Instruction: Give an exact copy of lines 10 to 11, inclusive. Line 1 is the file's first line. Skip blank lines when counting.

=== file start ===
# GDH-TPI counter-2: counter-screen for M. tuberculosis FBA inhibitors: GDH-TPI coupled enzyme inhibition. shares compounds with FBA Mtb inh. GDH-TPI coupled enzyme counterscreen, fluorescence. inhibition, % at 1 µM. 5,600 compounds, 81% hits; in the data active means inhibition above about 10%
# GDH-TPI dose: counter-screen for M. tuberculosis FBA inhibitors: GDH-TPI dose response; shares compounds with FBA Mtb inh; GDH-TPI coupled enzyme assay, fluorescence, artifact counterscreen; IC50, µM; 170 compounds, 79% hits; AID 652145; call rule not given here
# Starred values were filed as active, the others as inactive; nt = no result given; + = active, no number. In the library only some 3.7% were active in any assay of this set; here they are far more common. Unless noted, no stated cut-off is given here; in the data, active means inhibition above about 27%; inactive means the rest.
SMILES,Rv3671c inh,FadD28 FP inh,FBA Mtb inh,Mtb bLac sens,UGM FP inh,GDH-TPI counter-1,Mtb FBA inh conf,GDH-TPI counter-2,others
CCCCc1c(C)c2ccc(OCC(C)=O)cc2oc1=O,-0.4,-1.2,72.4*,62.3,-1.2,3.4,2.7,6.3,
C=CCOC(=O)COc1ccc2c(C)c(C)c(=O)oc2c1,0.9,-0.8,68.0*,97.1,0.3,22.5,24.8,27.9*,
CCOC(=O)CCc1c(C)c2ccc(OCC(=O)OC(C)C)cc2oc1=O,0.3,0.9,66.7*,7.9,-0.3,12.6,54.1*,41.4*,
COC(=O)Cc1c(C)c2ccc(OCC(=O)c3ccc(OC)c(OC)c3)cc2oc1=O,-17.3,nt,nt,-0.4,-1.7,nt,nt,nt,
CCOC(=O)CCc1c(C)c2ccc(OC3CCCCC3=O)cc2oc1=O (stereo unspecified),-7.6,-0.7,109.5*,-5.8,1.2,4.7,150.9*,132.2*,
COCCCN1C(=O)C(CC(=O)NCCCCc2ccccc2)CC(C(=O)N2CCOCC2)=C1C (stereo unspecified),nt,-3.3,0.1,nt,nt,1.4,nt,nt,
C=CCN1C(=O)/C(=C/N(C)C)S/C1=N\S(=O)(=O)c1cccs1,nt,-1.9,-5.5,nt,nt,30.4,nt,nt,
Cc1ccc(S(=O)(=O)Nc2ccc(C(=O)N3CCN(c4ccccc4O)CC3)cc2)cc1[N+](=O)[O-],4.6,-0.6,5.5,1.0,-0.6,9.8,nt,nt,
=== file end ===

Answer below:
COCCCN1C(=O)C(CC(=O)NCCCCc2ccccc2)CC(C(=O)N2CCOCC2)=C1C (stereo unspecified),nt,-3.3,0.1,nt,nt,1.4,nt,nt,
C=CCN1C(=O)/C(=C/N(C)C)S/C1=N\S(=O)(=O)c1cccs1,nt,-1.9,-5.5,nt,nt,30.4,nt,nt,